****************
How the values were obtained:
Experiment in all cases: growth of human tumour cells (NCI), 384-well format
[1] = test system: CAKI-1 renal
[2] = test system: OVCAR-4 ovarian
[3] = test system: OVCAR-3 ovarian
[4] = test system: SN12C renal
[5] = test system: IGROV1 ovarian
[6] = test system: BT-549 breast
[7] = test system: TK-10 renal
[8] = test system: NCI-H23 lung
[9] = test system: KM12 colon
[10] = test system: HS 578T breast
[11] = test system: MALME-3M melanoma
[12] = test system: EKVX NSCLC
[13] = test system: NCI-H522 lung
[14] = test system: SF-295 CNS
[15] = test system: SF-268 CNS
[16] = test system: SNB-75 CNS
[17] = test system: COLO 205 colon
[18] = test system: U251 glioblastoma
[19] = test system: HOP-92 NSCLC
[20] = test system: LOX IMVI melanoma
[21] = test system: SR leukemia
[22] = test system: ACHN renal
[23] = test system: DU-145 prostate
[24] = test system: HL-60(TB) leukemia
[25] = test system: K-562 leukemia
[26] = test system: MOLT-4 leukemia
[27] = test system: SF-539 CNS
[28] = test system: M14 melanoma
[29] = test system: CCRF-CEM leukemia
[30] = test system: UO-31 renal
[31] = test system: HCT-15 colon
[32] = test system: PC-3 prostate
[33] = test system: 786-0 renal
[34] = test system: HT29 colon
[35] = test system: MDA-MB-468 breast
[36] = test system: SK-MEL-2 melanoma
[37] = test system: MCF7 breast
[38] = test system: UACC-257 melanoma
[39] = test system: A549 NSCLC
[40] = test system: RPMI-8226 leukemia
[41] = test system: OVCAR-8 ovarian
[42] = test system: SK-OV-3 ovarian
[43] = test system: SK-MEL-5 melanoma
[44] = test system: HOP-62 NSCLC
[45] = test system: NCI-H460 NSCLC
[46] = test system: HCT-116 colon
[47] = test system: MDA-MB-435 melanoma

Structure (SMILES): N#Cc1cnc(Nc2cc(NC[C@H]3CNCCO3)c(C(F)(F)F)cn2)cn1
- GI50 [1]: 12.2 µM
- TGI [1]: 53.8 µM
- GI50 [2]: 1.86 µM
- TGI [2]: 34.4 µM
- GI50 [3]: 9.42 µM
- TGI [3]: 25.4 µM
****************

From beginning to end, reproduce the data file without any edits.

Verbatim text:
How the values were obtained:
Experiment in all cases: growth of human tumour cells (NCI), 384-well format
[1] = test system: CAKI-1 renal
[2] = test system: OVCAR-4 ovarian
[3] = test system: OVCAR-3 ovarian
[4] = test system: SN12C renal
[5] = test system: IGROV1 ovarian
[6] = test system: BT-549 breast
[7] = test system: TK-10 renal
[8] = test system: NCI-H23 lung
[9] = test system: KM12 colon
[10] = test system: HS 578T breast
[11] = test system: MALME-3M melanoma
[12] = test system: EKVX NSCLC
[13] = test system: NCI-H522 lung
[14] = test system: SF-295 CNS
[15] = test system: SF-268 CNS
[16] = test system: SNB-75 CNS
[17] = test system: COLO 205 colon
[18] = test system: U251 glioblastoma
[19] = test system: HOP-92 NSCLC
[20] = test system: LOX IMVI melanoma
[21] = test system: SR leukemia
[22] = test system: ACHN renal
[23] = test system: DU-145 prostate
[24] = test system: HL-60(TB) leukemia
[25] = test system: K-562 leukemia
[26] = test system: MOLT-4 leukemia
[27] = test system: SF-539 CNS
[28] = test system: M14 melanoma
[29] = test system: CCRF-CEM leukemia
[30] = test system: UO-31 renal
[31] = test system: HCT-15 colon
[32] = test system: PC-3 prostate
[33] = test system: 786-0 renal
[34] = test system: HT29 colon
[35] = test system: MDA-MB-468 breast
[36] = test system: SK-MEL-2 melanoma
[37] = test system: MCF7 breast
[38] = test system: UACC-257 melanoma
[39] = test system: A549 NSCLC
[40] = test system: RPMI-8226 leukemia
[41] = test system: OVCAR-8 ovarian
[42] = test system: SK-OV-3 ovarian
[43] = test system: SK-MEL-5 melanoma
[44] = test system: HOP-62 NSCLC
[45] = test system: NCI-H460 NSCLC
[46] = test system: HCT-116 colon
[47] = test system: MDA-MB-435 melanoma

Structure (SMILES): N#Cc1cnc(Nc2cc(NC[C@H]3CNCCO3)c(C(F)(F)F)cn2)cn1
- GI50 [1]: 12.2 µM
- TGI [1]: 53.8 µM
- GI50 [2]: 1.86 µM
- TGI [2]: 34.4 µM
- GI50 [3]: 9.42 µM
- TGI [3]: 25.4 µM